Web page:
Home African Caribbean Guyana Folk Tradition Revived With KWE KWE In London

Guyana Folk Tradition Revived With KWE KWE In London

by D Fitz-Roberts

Guyana a country in the northern tip of south America is known to comprise six nations of people, East Indian, African, Portuguese, European, Chinese and Indigenous. For hundreds of years these people have lived together in harmony and are known to celebrate each other’s cultural traditions as their own.

One tradition practiced by the African-Guyanese is the ‘KWE KWE’ or ‘KWEH KWEH’ which is the pre-marital celebration of a young couple on the eve of their wedding.

Dr Michelle Yaa Asantewa, KWE KWE group leader. Photo courtesy CaribDirect

Generally it is an evening of much fun with singing, dancing, eating all sorts of Guyanese delicacies and drinking lots of homemade favourites and an assortment of some of Guyana’s best rums such as the world famous XM Gold and El Dorado.

It is an opportunity for the families of the bride and groom to be to get to know each other and quite possibly to iron out any minor misunderstandings or differences before sealing the union.

Dedicated drummers Ras Prince, Chauncey and Desmond. Photo courtesy CaribDirect

The KWE KWE is also the time when both sides of the union take the opportunity to provide psychological support and useful instructions to the couple to help them navigate the foreseeable challenges of marriage and be prepared for the unforeseeable challenges that will no doubt confront them.

In London a dedicated group of African-Guyanese traditionalists have come together to revive the KWE KWE tradition in recognition that the practice is fading with a real possibility that future generations may lose an important part of their culture.

Dr Michelle Yaa Asantewa, leading the session. Photo courtesy CaribDirect

Spearheaded by social anthropologist Dr Michelle Yaa Asantewa, a group of experienced cultural practitioners came together on Friday 6th May to actively revive the KEW KWE at the Johmard Community Centre in South London.

Group in motion. Photo courtesy CaribDirect

The group was supported by a team of drummers who skilfully provided the appropriate rhythms  to get the participants in the mood for an evening of cultural reflection.

KWE KWE Group in motion. Photo courtesy CaribDirect

Though there was no alcohol the participants which included two small children (one out cold asleep throughout) appeared to have enjoyed reminiscing to folk classics like Small Days, Bamboo Fiah, Sitira Gal, Samangereh, Auntie Bess, Brown Boy, Sancho, Me Nah Dead Yet, Lily Gal and Carrie and more. One could see that knowing the lyrics was important to properly appreciate the context within which the song was sung.

KWE KWE Group in motion with junior member. Photo courtesy CaribDirect

Michelle placed a lot of emphasis on the participants understanding the meaning of the lyrics (literal or hidden) to allow the participants to, in some way, assume the role of the original actors yore in the songs.

KWE KWE Group in motion with woman in the centre. Photo courtesy CaribDirect

The energy was high throughout and the appreciation for the learning was demonstrated by the keen attentiveness and cooperation of members to the very end. Given the high on which the evening’s session ended and the passion exhibited by group leader Michelle, there is no doubt these gatherings will continue and the dream to revive the KWE KWE tradition in London will come true in the not too distant future. Watch This Space!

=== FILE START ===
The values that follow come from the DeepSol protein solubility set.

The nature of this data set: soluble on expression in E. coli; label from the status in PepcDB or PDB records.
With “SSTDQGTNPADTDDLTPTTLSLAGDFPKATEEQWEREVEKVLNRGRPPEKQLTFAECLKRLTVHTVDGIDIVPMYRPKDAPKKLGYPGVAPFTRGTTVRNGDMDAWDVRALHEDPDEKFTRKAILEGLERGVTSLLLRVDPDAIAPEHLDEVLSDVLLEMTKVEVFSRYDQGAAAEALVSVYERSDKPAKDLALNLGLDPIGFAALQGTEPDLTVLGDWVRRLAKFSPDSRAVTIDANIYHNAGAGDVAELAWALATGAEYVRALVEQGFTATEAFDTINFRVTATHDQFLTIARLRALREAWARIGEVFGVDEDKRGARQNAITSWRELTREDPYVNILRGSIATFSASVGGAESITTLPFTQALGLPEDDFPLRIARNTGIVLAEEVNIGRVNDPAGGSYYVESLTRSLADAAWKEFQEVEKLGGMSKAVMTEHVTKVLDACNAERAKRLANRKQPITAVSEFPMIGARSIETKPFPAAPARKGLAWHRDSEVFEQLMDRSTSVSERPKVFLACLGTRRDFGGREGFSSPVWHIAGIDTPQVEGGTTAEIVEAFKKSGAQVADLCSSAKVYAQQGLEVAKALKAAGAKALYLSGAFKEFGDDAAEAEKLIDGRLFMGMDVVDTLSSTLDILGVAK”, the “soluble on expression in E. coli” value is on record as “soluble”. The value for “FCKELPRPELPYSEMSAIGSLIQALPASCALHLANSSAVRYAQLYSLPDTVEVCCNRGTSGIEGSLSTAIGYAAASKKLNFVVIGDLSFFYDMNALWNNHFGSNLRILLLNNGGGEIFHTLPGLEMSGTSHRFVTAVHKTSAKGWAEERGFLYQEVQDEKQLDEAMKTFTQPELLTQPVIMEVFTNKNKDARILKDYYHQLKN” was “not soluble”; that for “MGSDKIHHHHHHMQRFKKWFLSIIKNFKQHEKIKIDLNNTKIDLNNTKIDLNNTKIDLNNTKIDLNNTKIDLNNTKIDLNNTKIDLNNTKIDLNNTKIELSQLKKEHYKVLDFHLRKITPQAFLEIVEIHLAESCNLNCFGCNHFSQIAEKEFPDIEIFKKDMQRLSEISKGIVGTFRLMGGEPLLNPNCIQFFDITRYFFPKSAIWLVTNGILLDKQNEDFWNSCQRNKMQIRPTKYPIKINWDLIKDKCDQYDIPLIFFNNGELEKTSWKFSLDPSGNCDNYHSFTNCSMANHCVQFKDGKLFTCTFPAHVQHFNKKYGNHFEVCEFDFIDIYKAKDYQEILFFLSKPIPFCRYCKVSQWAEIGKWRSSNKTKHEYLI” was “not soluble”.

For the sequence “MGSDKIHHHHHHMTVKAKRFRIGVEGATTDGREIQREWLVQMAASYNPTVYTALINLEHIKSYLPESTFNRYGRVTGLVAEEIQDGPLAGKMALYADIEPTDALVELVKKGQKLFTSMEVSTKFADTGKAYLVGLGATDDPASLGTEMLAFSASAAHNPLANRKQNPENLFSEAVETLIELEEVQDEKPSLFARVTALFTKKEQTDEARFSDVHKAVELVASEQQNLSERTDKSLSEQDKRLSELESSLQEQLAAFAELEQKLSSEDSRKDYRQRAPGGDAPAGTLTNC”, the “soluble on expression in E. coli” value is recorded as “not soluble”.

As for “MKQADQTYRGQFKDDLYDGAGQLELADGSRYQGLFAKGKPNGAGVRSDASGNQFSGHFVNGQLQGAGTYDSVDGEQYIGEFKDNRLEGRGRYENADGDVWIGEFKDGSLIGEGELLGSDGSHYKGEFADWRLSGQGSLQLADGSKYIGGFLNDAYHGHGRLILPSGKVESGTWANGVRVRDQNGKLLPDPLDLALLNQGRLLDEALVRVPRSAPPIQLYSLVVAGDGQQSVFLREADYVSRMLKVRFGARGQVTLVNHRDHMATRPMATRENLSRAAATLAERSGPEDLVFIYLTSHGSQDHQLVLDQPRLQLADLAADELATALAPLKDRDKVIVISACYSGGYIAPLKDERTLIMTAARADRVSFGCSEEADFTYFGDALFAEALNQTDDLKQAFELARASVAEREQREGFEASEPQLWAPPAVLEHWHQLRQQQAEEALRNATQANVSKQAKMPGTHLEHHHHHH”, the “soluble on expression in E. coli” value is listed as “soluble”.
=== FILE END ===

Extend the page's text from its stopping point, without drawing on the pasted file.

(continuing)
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Guyana KWE KWE Session London

by London KWE KWE Group

Guyana KWE KWE Session London

by London Kwe KWE Group

Guyana KWE KWE Session London

by London KWE KWE Group

Guyana KWE KWE Session London

by London KWE KWE Group

Guyana KWE KWE Session London

by London KWE KWE Group

D Fitz-Roberts

D Fitz-Roberts

D Fitz-Roberts is a multi-talented writer on socio-economic issues having worked in journalism across the Caribbean (Grenada, Guyana and BVI) in the 90s. He has worked in London with Black Britain Online, New Nation Newspaper and Caribbean Times. An academic with a passion for research on distributed ledger technologies in emerging economies he is keen to see the Caribbean embrace bitcoin and blockchain technologies to keep pace with the west. He writes periodically for mainstream publications and is the founder of CaribDirect.com. He is also the author of Caribbean children’s book LifeSucks! available on Amazon.


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Julian Evans March 29, 2024 - 6:32 pm

I am enquiring if your group organise and does Queh Queh hire, and what will be the cost for the performance. My family is getting marry in May 2024 and we would like to do a queh queh for him before the wedding. Please let me know.

Nicole Wilson May 11, 2022 - 3:37 pm

Congratulations!! Dr Yaa Asantewa on spearheading this effort to preserve such an important piece of our African heritage.

Neil Douglas May 8, 2022 - 1:17 pm

Thank you Dr. Yaa Asantewa for refreshing our minds and the younger generations of our rich African heritage that many today overlooked for Hollywood fairytale.

Let us work together to preserve what’s our identity, what’s our tradition.

Michelle Corretta Yaa Asantewa May 8, 2022 - 12:40 pm

Thank you for featuring us in this post. We are a growing collective invested in Guyanese culture and its preservation. We welcome others who are interested and want to have some cultural fun while immersing themselves in the tradition. The drummers are lead by Ras Prince (and include Chauncey and Desmond). The location we used on this occasion is Johmard Community Centre; its owners John and Margaret David are part of the group. Other group members in attendance were Coreen, Ingrid and Claire. Again, your article expresses our intentions for the group and Guyanese culture generally.


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